We have finally finished moving out of our old house. The last of the things we canít move to the new house will go to the Winona Health Auxiliary Garage Sale which is this weekend in the Winona Health parking ramp, 855 Mankato Avenue on Friday, May 4, 7 a.m. Ė 5† p.m. and Saturday, May 5, 7 a.m. Ė 12 noon.†If you have a donation to make (no clothing or electronics such as televisions and computers) they are accepting items there today and tomorrow from 2 - 6 p.m.
It isnít easy moving out of a house weíve lived in for 33 years and trying to fit the stuff from an 1891 Victorian with four levels into a two-and-a-half story cottage style home. Can it be done? Not if you actually want to walk around the rooms in the new house. As it is, there is a room that we canít walk around in. When people bearing things from the old house brought in something I didnít know where to put, I pointed to a room in the basement. Now it looks like something out of the television show Hoarders.
For entertainment in the evening, my sister and I have been going through reams of letters that I saved over the years, most from family members. We gave a box of old papers to John to look through, and he saved some things, such as his hunting diaries, and pointed to the rest of the stuff in the box and said it could be thrown away. As I was on my way to the trash can, he added, ďOh, there are some photos from Morganís wedding in the bottom that you might want to look at.Ē I guess we know whatís important to him.
My sister was going through a manila envelope of letters when she exclaimed, ďOh, hereís a card with a check in it!Ē Visions of being able to retire to an island in the Caribbean floated through my head. I took the envelope from her. It was postmarked 1969, from Largo, Florida. Wow! Maybe not an island, maybe a mansion on the Gulf!
I ripped open the envelope to find a wedding card wishing us Happiness Always, which I put aside to ponder later. A check fluttered out, made out to Mr. and Mrs. John Owen Edstrom. It was signed by my motherís first cousin, Ann Pauline Jones Thomas. It was for $10. I donít think I should try to cash it. Ann and her husband have been gone for a while now, taking their ten dollars with them, I hope.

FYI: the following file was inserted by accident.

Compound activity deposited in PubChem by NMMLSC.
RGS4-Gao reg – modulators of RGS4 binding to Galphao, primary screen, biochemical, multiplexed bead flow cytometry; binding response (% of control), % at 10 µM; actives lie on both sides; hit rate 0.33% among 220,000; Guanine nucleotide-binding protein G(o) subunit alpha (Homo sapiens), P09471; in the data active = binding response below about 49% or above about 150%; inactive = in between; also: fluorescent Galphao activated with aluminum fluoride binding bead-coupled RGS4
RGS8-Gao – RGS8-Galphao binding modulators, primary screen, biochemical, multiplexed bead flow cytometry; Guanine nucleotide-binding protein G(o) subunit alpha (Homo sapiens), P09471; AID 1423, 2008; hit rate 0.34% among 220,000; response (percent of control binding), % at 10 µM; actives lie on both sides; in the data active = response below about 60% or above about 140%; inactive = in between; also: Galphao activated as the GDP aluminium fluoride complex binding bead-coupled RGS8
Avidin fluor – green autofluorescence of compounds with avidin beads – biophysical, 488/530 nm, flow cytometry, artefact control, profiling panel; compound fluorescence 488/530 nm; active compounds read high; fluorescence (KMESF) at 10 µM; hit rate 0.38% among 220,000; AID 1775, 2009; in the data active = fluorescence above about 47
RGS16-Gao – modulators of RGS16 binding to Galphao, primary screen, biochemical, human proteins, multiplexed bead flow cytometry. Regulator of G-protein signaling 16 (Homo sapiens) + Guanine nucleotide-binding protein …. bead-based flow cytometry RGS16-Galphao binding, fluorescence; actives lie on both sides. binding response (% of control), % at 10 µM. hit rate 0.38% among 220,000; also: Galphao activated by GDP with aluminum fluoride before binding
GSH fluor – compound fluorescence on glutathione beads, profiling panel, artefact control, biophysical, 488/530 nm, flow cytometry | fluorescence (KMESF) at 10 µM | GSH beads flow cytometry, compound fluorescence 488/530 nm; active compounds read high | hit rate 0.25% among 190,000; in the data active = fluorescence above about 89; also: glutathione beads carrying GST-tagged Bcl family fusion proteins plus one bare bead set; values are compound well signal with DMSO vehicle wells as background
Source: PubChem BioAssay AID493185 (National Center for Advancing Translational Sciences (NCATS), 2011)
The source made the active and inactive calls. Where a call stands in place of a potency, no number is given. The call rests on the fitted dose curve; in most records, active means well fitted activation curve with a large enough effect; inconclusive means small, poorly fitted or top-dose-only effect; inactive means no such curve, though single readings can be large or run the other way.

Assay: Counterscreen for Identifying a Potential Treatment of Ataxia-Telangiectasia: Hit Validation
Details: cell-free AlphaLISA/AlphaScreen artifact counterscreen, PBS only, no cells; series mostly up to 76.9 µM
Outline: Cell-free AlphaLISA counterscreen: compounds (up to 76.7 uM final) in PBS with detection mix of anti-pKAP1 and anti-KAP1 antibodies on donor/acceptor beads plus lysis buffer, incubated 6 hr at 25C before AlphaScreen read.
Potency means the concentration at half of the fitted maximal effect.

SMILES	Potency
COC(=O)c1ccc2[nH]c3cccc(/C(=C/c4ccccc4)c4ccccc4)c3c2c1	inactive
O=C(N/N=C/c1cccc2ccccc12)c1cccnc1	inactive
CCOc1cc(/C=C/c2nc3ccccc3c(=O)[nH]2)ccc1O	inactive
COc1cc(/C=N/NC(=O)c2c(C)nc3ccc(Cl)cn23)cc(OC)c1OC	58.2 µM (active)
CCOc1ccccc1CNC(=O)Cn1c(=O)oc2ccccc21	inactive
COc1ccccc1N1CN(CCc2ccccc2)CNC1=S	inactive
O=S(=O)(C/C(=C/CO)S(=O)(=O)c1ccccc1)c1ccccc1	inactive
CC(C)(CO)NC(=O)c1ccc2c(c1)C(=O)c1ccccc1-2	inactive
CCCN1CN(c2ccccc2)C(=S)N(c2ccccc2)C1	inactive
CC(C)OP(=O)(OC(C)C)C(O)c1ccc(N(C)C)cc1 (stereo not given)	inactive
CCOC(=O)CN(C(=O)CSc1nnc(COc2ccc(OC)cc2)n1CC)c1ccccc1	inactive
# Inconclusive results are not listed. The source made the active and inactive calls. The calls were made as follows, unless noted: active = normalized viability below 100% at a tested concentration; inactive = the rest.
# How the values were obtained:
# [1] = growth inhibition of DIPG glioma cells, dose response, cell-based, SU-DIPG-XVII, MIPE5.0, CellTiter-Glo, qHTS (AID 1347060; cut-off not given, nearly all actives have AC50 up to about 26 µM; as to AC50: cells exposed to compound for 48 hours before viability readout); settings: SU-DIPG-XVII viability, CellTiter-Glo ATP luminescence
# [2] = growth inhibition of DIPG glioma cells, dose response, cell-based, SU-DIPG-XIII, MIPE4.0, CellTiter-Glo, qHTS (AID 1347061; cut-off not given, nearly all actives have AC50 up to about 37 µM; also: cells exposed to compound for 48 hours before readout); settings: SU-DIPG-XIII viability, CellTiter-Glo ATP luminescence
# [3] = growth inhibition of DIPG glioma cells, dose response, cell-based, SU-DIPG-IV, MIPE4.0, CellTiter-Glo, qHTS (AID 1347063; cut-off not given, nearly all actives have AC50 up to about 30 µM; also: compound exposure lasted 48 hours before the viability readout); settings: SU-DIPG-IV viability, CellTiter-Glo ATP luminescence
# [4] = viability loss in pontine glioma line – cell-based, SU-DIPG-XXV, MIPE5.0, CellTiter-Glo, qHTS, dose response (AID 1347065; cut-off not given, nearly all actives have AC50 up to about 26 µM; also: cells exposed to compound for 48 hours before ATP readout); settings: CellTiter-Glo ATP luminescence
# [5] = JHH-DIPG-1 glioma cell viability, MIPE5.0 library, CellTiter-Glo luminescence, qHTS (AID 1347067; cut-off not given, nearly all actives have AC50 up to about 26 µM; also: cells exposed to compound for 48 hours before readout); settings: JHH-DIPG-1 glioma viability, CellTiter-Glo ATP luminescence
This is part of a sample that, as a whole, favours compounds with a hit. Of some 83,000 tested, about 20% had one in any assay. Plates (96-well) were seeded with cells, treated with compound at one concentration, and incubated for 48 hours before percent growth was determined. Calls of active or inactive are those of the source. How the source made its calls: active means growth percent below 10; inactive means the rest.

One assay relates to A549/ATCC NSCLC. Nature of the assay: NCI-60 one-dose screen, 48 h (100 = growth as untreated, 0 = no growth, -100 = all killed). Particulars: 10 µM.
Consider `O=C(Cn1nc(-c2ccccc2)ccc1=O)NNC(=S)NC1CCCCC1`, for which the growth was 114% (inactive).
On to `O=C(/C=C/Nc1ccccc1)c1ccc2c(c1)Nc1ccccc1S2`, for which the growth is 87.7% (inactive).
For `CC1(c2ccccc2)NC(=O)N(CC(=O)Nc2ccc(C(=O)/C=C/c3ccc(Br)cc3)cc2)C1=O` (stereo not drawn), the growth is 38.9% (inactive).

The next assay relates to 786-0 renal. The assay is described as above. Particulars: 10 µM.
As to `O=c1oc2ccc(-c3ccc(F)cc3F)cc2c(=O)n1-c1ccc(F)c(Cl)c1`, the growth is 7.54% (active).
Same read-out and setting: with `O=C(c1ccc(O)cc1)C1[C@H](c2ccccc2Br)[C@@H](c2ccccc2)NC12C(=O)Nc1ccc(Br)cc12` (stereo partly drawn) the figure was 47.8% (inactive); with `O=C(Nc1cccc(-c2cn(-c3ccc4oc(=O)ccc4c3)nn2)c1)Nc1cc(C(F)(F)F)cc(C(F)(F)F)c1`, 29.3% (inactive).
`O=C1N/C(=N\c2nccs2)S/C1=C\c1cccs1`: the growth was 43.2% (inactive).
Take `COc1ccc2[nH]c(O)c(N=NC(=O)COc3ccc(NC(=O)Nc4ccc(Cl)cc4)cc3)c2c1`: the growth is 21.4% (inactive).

Ann Pauline was the daughter of my Nanaís sister, Gladys, who lived with her husband, John Paul Jones (not the Revolutionary War naval hero, although he seemed pretty old to me the only time I met him) in Sioux City, Iowa. The only thing I knew about Aunt Gladys was that she drove my Nana crazy, starting in childhood, when they would each get a candy bar. Nana (she was Berenice then) would eat hers right away, but Gladys could make hers last an entire week. I sympathized with Nana.
We visited Ann Pauline once in Knoxville or Nashville. As we approached their house, we passed a long stone wall, and I thought to myself, ďWell, thatís the Tennessee Walls they sing about on the radio!Ē
The next contact I had with Ann Pauline was supposed to be the card with the $10 check in it, but she sent it to my parentsí house, and they sent it to me, and I never saw it until now, as our forty-third wedding anniversary looms.
Which leads me to what started me out on this column in the first place. Marriage and living together so long. Why donít more people embrace marriage? Marriage reduces by two-thirds the likelihood that a family will live in poverty, researchers have learned. It also, I would think, increases the security a woman and her children have that they will not be left penniless, as they have legal recourse if the man leaves them. So whatís not to like about that?
In our society, movie stars, pop singers, and star athletes earn the top spots in our affections, rather than other successful people who have contributed a little more to the advancement of the race. Youíd think celebrities would take their high visibility more seriously and try to be good role models. But, they donít. They make so much money they donít have to worry about financial security, so they pretty much live any old way they want to. Unfortunately, people who donít make $15 million a picture try to live that way, too. Itís not always quite as successful, is it?
Iíd like to see a new way of life for highly paid celebrities ó one in which they take seriously the debt they owe to the rest of us who pay their exorbitant salaries, and act like grown-ups with social responsibilities. Like Paul Newman and Joanne Woodward, for instance. But thatís the olden days, I guess.